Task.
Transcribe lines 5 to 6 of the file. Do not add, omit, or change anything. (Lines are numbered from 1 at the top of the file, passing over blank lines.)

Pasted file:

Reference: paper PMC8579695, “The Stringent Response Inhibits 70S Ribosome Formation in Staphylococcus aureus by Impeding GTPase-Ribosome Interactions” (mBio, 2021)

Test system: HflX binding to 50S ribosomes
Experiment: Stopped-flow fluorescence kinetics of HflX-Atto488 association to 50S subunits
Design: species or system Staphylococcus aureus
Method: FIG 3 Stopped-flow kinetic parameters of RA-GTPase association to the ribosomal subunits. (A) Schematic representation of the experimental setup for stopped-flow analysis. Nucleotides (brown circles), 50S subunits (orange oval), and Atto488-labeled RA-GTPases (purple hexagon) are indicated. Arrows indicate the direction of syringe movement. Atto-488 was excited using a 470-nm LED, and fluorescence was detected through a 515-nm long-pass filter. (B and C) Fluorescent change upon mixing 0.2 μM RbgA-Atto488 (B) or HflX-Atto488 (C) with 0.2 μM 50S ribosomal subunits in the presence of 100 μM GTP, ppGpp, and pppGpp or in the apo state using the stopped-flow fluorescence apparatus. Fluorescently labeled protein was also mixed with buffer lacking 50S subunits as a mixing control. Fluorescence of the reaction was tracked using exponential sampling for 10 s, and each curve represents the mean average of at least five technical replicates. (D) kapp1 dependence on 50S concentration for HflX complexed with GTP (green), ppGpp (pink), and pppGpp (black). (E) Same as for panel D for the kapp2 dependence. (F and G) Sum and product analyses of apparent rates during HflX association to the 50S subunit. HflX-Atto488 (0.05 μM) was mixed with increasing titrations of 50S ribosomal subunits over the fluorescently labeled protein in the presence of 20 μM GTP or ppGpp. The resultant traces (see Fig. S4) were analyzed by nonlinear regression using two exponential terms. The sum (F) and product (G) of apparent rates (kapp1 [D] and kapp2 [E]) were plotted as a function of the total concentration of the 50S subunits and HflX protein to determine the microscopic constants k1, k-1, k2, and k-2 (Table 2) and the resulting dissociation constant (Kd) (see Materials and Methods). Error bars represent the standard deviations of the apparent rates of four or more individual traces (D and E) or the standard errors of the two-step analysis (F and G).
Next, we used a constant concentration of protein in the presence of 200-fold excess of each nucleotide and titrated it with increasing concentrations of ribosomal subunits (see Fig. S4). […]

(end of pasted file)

Method: FIG 3 Stopped-flow kinetic parameters of RA-GTPase association to the ribosomal subunits. (A) Schematic representation of the experimental setup for stopped-flow analysis. Nucleotides (brown circles), 50S subunits (orange oval), and Atto488-labeled RA-GTPases (purple hexagon) are indicated. Arrows indicate the direction of syringe movement. Atto-488 was excited using a 470-nm LED, and fluorescence was detected through a 515-nm long-pass filter. (B and C) Fluorescent change upon mixing 0.2 μM RbgA-Atto488 (B) or HflX-Atto488 (C) with 0.2 μM 50S ribosomal subunits in the presence of 100 μM GTP, ppGpp, and pppGpp or in the apo state using the stopped-flow fluorescence apparatus. Fluorescently labeled protein was also mixed with buffer lacking 50S subunits as a mixing control. Fluorescence of the reaction was tracked using exponential sampling for 10 s, and each curve represents the mean average of at least five technical replicates. (D) kapp1 dependence on 50S concentration for HflX complexed with GTP (green), ppGpp (pink), and pppGpp (black). (E) Same as for panel D for the kapp2 dependence. (F and G) Sum and product analyses of apparent rates during HflX association to the 50S subunit. HflX-Atto488 (0.05 μM) was mixed with increasing titrations of 50S ribosomal subunits over the fluorescently labeled protein in the presence of 20 μM GTP or ppGpp. The resultant traces (see Fig. S4) were analyzed by nonlinear regression using two exponential terms. The sum (F) and product (G) of apparent rates (kapp1 [D] and kapp2 [E]) were plotted as a function of the total concentration of the 50S subunits and HflX protein to determine the microscopic constants k1, k-1, k2, and k-2 (Table 2) and the resulting dissociation constant (Kd) (see Materials and Methods). Error bars represent the standard deviations of the apparent rates of four or more individual traces (D and E) or the standard errors of the two-step analysis (F and G).
Next, we used a constant concentration of protein in the presence of 200-fold excess of each nucleotide and titrated it with increasing concentrations of ribosomal subunits (see Fig. S4). […]